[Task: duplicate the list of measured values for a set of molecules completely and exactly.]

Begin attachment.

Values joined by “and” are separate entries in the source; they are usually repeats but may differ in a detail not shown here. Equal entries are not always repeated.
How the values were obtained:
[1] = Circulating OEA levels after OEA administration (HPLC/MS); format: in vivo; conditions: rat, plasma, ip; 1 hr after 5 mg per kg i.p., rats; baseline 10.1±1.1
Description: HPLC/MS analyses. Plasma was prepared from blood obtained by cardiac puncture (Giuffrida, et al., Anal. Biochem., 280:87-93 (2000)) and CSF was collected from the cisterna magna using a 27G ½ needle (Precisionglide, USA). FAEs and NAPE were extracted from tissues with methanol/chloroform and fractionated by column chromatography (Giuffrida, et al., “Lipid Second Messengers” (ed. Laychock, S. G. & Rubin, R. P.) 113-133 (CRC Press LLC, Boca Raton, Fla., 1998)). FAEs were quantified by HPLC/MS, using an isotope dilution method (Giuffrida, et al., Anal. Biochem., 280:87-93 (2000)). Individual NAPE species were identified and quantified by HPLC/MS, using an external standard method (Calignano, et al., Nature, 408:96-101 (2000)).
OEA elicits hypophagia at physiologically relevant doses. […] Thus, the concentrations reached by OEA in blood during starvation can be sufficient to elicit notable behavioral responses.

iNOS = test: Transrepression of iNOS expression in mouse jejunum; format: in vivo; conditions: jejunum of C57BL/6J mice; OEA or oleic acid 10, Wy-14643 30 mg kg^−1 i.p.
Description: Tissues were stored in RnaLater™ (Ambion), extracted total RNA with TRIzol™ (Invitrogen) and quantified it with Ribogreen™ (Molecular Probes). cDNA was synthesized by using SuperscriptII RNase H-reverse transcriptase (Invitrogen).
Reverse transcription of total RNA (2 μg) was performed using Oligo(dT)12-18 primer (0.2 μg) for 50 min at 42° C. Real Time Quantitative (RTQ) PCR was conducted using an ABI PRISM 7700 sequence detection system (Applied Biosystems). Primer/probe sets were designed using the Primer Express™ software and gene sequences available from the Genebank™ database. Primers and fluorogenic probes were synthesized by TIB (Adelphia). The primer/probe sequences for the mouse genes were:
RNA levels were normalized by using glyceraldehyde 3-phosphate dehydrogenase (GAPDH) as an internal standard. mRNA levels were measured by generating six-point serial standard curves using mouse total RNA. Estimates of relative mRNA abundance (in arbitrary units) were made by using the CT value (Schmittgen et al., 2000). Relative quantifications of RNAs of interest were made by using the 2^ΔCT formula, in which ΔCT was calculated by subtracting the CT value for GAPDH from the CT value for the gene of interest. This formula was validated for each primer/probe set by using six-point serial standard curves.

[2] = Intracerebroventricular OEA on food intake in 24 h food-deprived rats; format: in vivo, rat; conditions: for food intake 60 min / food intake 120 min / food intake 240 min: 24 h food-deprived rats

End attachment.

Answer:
Values joined by “and” are separate entries in the source; they are usually repeats but may differ in a detail not shown here. Equal entries are not always repeated.
How the values were obtained:
[1] = Circulating OEA levels after OEA administration (HPLC/MS); format: in vivo; conditions: rat, plasma, ip; 1 hr after 5 mg per kg i.p., rats; baseline 10.1±1.1
Description: HPLC/MS analyses. Plasma was prepared from blood obtained by cardiac puncture (Giuffrida, et al., Anal. Biochem., 280:87-93 (2000)) and CSF was collected from the cisterna magna using a 27G ½ needle (Precisionglide, USA). FAEs and NAPE were extracted from tissues with methanol/chloroform and fractionated by column chromatography (Giuffrida, et al., “Lipid Second Messengers” (ed. Laychock, S. G. & Rubin, R. P.) 113-133 (CRC Press LLC, Boca Raton, Fla., 1998)). FAEs were quantified by HPLC/MS, using an isotope dilution method (Giuffrida, et al., Anal. Biochem., 280:87-93 (2000)). Individual NAPE species were identified and quantified by HPLC/MS, using an external standard method (Calignano, et al., Nature, 408:96-101 (2000)).
OEA elicits hypophagia at physiologically relevant doses. […] Thus, the concentrations reached by OEA in blood during starvation can be sufficient to elicit notable behavioral responses.

iNOS = test: Transrepression of iNOS expression in mouse jejunum; format: in vivo; conditions: jejunum of C57BL/6J mice; OEA or oleic acid 10, Wy-14643 30 mg kg^−1 i.p.
Description: Tissues were stored in RnaLater™ (Ambion), extracted total RNA with TRIzol™ (Invitrogen) and quantified it with Ribogreen™ (Molecular Probes). cDNA was synthesized by using SuperscriptII RNase H-reverse transcriptase (Invitrogen).
Reverse transcription of total RNA (2 μg) was performed using Oligo(dT)12-18 primer (0.2 μg) for 50 min at 42° C. Real Time Quantitative (RTQ) PCR was conducted using an ABI PRISM 7700 sequence detection system (Applied Biosystems). Primer/probe sets were designed using the Primer Express™ software and gene sequences available from the Genebank™ database. Primers and fluorogenic probes were synthesized by TIB (Adelphia). The primer/probe sequences for the mouse genes were:
RNA levels were normalized by using glyceraldehyde 3-phosphate dehydrogenase (GAPDH) as an internal standard. mRNA levels were measured by generating six-point serial standard curves using mouse total RNA. Estimates of relative mRNA abundance (in arbitrary units) were made by using the CT value (Schmittgen et al., 2000). Relative quantifications of RNAs of interest were made by using the 2^ΔCT formula, in which ΔCT was calculated by subtracting the CT value for GAPDH from the CT value for the gene of interest. This formula was validated for each primer/probe set by using six-point serial standard curves.

[2] = Intracerebroventricular OEA on food intake in 24 h food-deprived rats; format: in vivo, rat; conditions: for food intake 60 min / food intake 120 min / food intake 240 min: 24 h food-deprived rats